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New York's Phantogram (from left Josh Carter and Sarah Barthel) headline the Majestic Ventura Theater on Sunday, February 24.

Courtesy Photo

New York's Phantogram (from left Josh Carter and Sarah Barthel) headline the Majestic Ventura Theater on Sunday, February 24.


Club Mercy Takes on Ventura

Phantogram, Lord Huron Make Tri-County Tour Stops


L.A. I LOVE YOU, BUT YOURE BRINGING ME DOWN: As we begin the slow decent into new music season, you, much like me, have probably begun eyeing the Los Angeles concert calendar. Missed out on Coachella tickets? No worries! L.A. has got all the bands you want to see, just in different places… and over the course of three weeks. With a sprawling and diverse collection of venues at its disposal, the City of Angels is more often than not our closest catch for quality live acts that are too big for SOhO, too small for the Santa Barbara Bowl, and too adventurous for the Granada. But similarly, if you’re anything like me, about halfway through your jaunt down the 101 to the concert you can’t wait to see, you find yourself silently cursing the sky for the squandered potential that is the rarely booked and mostly overlooked Majestic Ventura Theater.

Well, fellow music snobs, your day has finally come. It seems longtime S.B. booking stronghold Club Mercy has relinquished some of its grip on Santa Barbara proper and moved on to things bigger, better, and slightly southward. Starting with this month’s mega sold-out Young the Giant show, Club Mercy has been quietly filling in the gaps of the Majestic’s wanting concert queue, and this week, they’re packing a one-two punch that should have Santa Barbarans and Los Angelites bee-lining it for the VC. On Sunday, February 23, Phantogram takes the stage in support of their brand spanking new sophomore LP, Voices. Like its predecessor, the album is chock full of slinky, sexy, synth-heavy dream pop that puts frontwoman Sarah Barthel’s breathy voice front and center. In fact, the big moves forward on Voices are all in the details. Sure the hooks are stronger and the guitars more pointed, but it’s the production value that stands out here; it’s cranked up to sound crisper, cleaner, and, well, simply more expensive. The show starts at 8 p.m. Doors are at 7 p.m. And be sure to get there early to catch opener White Sea, the project of L.A.-based Morgan Kibby, who’s put in time with M83, and shares co-writing credits for 2011’s saxed-up summer anthem, “Midnight City.”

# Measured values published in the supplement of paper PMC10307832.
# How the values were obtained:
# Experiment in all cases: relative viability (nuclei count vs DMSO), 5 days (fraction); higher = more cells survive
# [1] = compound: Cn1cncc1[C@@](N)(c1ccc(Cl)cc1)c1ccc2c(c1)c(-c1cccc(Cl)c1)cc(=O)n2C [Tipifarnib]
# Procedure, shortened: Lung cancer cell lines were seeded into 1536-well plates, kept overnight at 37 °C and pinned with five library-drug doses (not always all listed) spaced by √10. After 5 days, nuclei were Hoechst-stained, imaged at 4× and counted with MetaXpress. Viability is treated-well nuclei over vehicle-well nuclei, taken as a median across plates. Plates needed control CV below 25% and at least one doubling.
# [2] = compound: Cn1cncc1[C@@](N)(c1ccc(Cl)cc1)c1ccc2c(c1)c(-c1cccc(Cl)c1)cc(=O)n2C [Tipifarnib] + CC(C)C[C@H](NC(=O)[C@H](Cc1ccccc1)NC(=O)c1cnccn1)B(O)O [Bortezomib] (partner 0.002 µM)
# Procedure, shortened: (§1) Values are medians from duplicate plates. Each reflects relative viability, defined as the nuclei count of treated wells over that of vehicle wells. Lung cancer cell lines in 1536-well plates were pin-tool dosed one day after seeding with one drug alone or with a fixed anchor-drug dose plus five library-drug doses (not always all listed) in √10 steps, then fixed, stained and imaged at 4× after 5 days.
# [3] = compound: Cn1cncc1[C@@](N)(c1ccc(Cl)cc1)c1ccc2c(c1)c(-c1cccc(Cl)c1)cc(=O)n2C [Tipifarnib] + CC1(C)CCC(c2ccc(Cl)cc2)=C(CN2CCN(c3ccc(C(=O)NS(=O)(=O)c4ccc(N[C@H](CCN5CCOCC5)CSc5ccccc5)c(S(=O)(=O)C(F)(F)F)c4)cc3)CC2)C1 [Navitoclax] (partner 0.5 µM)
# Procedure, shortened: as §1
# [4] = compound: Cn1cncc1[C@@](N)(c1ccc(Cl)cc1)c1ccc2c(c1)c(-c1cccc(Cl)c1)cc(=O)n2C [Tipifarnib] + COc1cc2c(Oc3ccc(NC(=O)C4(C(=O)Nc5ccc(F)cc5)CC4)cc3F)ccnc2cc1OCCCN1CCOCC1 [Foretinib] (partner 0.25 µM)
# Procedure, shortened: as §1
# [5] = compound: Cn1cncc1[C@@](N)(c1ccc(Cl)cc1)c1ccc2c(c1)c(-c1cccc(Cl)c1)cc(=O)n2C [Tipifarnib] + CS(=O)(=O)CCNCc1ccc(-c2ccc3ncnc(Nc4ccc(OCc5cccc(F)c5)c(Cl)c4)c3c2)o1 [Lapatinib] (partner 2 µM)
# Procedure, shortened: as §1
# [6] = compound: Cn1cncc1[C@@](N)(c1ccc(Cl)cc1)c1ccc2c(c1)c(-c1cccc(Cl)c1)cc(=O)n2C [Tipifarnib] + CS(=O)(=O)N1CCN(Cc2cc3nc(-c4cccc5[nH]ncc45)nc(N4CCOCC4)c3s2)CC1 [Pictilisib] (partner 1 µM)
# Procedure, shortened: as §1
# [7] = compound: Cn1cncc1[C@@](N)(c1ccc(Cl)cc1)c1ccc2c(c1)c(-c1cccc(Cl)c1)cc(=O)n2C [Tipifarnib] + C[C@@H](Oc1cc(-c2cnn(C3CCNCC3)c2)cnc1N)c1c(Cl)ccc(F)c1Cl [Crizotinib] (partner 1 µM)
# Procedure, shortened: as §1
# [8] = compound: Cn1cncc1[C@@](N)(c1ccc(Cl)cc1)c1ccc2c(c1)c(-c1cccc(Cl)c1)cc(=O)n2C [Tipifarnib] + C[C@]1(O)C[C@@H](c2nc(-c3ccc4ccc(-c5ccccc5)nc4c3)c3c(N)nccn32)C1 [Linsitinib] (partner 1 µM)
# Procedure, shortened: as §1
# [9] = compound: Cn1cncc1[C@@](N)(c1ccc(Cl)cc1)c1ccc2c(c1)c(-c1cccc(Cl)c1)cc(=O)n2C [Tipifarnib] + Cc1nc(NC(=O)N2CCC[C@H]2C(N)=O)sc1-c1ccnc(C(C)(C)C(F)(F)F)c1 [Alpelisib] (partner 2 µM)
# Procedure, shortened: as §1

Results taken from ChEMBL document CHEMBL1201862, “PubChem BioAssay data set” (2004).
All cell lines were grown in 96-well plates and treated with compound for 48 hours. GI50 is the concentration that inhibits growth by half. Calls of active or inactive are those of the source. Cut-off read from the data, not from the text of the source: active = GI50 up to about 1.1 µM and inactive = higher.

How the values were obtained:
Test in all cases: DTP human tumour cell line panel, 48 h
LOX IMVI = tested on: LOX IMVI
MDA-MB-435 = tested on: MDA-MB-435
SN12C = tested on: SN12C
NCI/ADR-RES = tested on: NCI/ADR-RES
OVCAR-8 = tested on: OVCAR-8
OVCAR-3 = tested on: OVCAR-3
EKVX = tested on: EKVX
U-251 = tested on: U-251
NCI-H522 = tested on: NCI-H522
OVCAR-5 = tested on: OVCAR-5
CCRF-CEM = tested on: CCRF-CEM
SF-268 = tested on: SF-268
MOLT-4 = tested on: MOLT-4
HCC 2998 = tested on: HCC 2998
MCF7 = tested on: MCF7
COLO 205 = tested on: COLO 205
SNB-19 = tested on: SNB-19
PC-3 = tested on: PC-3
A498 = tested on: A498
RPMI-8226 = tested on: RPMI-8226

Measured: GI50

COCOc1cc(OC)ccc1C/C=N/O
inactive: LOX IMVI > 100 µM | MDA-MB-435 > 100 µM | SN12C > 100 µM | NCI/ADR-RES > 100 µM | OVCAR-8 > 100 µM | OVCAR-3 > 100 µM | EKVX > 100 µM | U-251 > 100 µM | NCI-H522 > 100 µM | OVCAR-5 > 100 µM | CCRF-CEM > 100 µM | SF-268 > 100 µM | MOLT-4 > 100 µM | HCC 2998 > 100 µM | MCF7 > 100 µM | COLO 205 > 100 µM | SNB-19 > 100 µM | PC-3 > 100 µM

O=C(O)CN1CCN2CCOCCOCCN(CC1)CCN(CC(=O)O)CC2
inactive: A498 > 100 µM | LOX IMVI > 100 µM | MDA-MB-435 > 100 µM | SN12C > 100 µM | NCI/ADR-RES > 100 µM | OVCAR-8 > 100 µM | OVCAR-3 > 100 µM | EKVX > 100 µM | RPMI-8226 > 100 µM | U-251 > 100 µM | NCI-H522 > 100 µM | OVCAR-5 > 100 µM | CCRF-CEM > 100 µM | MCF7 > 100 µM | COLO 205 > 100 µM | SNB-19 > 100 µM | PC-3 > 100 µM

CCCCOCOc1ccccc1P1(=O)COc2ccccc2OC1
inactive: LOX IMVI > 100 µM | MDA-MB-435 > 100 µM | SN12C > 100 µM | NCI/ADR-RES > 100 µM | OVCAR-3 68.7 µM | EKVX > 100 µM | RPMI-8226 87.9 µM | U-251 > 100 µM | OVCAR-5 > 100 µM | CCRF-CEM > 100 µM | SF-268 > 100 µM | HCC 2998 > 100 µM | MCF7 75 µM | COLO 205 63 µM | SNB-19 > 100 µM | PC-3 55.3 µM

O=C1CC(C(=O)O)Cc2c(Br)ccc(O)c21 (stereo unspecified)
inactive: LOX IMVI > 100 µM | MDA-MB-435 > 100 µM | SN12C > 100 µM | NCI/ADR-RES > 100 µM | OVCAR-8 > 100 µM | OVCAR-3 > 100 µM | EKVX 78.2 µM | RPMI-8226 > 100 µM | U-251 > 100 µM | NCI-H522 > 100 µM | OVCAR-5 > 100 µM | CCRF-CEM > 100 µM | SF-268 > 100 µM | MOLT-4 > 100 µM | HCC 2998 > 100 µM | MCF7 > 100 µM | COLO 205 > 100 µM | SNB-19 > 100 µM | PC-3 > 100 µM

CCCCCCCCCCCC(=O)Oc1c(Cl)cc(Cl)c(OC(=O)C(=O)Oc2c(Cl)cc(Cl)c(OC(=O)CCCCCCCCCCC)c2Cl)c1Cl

And the fun doesn’t stop there. On Wednesday, February 26, Club Mercy and the Ventura Theater team up again to present alt-folkies Lord Huron. The Los Angeles act falls not too far from the Fleet Foxes’ tree, summoning big, pastoral imagery, loping drums, and swelling vocal harmonies to create a sound that feels like the soundtrack to your next jaunt down the coastline. And hey, with all of this goodness lying less than an hour away, it looks like I need those tunes now more than ever. For information and tickets to both shows, call (805) 653-0721 or visit clubmercy.com.

KEEP IT SIMPLE: Also this week, Santa Barbara’s Valarie Mulberry takes to the SOhO stage on Thursday, February 20 for a CD release show in honor of her debut, The Simple Things. Crafted over the course of 18 months, the album provides an eclectic glimpse into Mulberry’s nearly decade-long live music career. The songs run the gamut from slow-brewing acoustic ballads to jazz-inspired torch songs, and all put Mulberry’s powerhouse vocals dead center in the mix, making for an record that’s confident far beyond its first release status. Thursday’s show starts at 7:30 p.m. with opener The David Loeppke Band. Call (805) 962-7776 or visit sohosb.com for tickets and info.

SMOOTH FUSION: And speaking of Santa Barbara album releases, it stands to mention that S.B. brothers Tim and Josh Eymann have finally made a return to the music scene. Under their long-dormant Easter Teeth moniker, the bros recently released a fresh set of songs that seeks to further explore that oft uncharted territory where funk, jazz, and punk converge. On Being Alone with Your Thoughts is for Inmates, they lay the horns on heavy, stacking groovy bass licks with big, punching drums. The result is an album that calls to mind the bombastic energy of a college marching band crossbred with your friend’s most in-your-face punk rock trio; it’s fast, loud, and undeniably off-kilter in the best way possible. For show dates and a full-album stream, visit easterteeth.bandcamp.cmo.

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